It's not what you call me, but what I answer to.
~ African proverb ~
So there's this blog I read, which has now split into two blogs I read. (Don't ask.) Recently the blogger posted a book review in which he used the word "insane" to describe a character's behavior, and a commenter, L, responded very politely saying she wished he hadn't used that word. The blogger subsequently edited out the word and replaced it with something else.
I asked, "What would be a good word to use instead?" Another commenter apparently took this to mean that I felt there was no good substitute, rather than meaning, "No doubt there is a good word to use instead, can you suggest one?" and said something to the effect that I ought to know better than to ask. So I said that if he remembered me well enough to know I'm a long-time poster he ought to know that I also annoy the heck out of people.
God has a bitchin' sense of humor. Somewhere in Heaven he immediately announced, "You got it, sweetheart."
A poster whom we will call Furious objected to L's post, because she felt that it was obvious the use of the word "insane" in that context had nothing to do with the modern of concept of mental illness and objecting to its use suggested it did. A brawl ensued. I try to steer clear of brawls (no, honest) so I wandered over to the other blog to see what was going on.
What was going on was commentary on the brawl, with sympathy going to D and a few others who were arguing with Furious and supporters. Furious was being referred to as a "concern troll". At some point the Magic Words, "Intent is not magic" were invoked.
I think of trolls as people who try to disrupt discussions just to disrupt discussions. It bothers me when people who advance unpopular viewpoints are reflexively dismissed as trolls. I see it as a form of poisoning the well. Whereas other people saw Furious as a troll, I saw someone who was hurting, someone for whom L's post came as a punch in the stomach just the way for L the blogger's use of "insane" came as a punch in the stomach for her. I thought long and hard about the possible repercussions of defending Furious (see above comment about "annoying people"), and decided I would feel like a coward if I didn't at least try. I thought long and hard about the post I wrote and rewrote it several times. I expected a lot of disagreement over my saying that I did not think Furious was a troll and that she ought to at least be listened to.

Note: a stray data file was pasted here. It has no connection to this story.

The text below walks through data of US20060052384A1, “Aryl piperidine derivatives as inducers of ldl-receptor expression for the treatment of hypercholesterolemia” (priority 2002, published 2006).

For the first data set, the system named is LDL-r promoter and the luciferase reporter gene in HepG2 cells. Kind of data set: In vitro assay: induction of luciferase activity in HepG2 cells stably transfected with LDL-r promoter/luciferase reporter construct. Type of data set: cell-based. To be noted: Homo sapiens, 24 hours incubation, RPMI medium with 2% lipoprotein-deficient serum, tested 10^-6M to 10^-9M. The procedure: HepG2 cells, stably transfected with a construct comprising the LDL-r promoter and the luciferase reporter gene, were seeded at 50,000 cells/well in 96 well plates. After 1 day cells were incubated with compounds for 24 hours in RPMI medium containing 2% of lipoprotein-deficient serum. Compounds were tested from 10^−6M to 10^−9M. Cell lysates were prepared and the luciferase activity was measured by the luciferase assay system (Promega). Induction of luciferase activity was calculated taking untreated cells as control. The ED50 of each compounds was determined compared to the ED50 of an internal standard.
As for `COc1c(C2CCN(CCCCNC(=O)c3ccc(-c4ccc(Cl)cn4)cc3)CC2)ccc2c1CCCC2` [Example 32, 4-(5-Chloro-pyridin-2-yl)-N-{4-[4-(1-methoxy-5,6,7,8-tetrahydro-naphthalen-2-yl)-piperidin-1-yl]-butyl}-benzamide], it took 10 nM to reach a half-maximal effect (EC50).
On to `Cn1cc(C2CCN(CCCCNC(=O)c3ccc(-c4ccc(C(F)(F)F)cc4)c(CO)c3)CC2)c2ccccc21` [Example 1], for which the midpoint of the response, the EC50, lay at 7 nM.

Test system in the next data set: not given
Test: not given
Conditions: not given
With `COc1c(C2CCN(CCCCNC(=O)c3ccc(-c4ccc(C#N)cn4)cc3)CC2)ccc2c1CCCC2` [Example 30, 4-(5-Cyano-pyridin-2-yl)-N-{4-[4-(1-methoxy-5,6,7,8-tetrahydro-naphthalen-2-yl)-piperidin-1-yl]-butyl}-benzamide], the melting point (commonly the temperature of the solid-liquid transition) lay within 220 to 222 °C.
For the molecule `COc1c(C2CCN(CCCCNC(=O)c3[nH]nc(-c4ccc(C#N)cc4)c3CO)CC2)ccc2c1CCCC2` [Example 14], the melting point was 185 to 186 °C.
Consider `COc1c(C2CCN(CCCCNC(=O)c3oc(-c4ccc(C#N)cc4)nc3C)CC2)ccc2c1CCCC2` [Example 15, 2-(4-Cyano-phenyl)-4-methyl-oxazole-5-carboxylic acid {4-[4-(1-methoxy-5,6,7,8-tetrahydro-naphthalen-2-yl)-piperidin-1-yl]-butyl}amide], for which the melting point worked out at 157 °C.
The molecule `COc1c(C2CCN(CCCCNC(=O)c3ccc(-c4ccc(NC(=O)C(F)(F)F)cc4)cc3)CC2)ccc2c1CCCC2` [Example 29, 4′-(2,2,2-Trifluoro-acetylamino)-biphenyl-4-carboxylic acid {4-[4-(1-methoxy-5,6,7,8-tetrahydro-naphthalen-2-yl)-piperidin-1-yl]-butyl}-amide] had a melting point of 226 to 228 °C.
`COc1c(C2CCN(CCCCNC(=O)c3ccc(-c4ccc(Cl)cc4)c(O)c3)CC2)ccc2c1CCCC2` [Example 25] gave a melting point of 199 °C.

What I did not expect was to be accused of attacking Furious. I was told that I was suggesting that Furious' views should not be taken seriously because she spoke of being mentally ill. When I responded by pointing out that I was in fact saying that Furious should be listened to, even if people didn't agree with her, I was told, "Shame on you". In addition, several people who were growing tired of the argument on the first blog expressed unhappiness at it having erupted on the second. So I faced a decision.
I could keep arguing to try to save my reputation but I would probably fail, and keeping the argument alive was distressing at least one person and probably more who already felt stressed to the limit. What would be the point? It was an Internet squabble, not a diplomatic mission that could potentially bring peace to Libya. I know what I really think. I know what I really wrote. I'm not ashamed of either one. Besides, it hit me finally in a burst of merriment what had happened: my intent was to convince people to look at Furious as a person who was hurting and should be listened to instead of being dismissed as a troll, and in a back-handed, Rube Goldberg sort of way I had succeeded. Who says intent is not magic?
And that is why I say God has a bitchin' sense of humor. Sometimes I think the boy is smoking weed.
The topic of shame, however, remained salient for me because there is something I've done lately that I'm ashamed of. It happened last Friday when my BFF and I went to St. Francisville for the Audubon Pilgrimage. After buying our tickets, we had about a half hour to kill before the first attraction opened, so we decided to look for a coffee shop. We found a little cafe that was open for breakfast. They didn't have decaffeinated coffee already brewed, so the waitress brewed us a fresh pot. We each ordered a biscuit with the cafe's homemade jam. The total came to $4.42.
Since I was doing the driving for the day, BFF offered to pick up the tab. She put a $5 bill on the table and I added a dollar for the tip. BFF was about to add another dollar for the tip. At that point, my brain started functioning in percentages instead of absolute dollars and cents and I convinced my friend that the extra dollar would be too much. After all, the $1.58 we were already leaving her was a 35% tip, pretty generous for a small country diner, right?
About a mile or two down the road the residual caffeine in my coffee kicked in and I thought about what I had done, horrified. That woman had worked as hard to get us our coffee and biscuits as she would have worked if we had ordered the full breakfast. She even offered to put the rest of the decaf in to-go cups for us. And I had responded by talking my friend out of leaving her an extra dollar. It wasn't even my dollar.
"WTF are you thinking," my better self chided, a little too late. "Are you ludicrous, absurd, mind-boggling, incomprehensible and/or asinine? Have you been smoking crack?"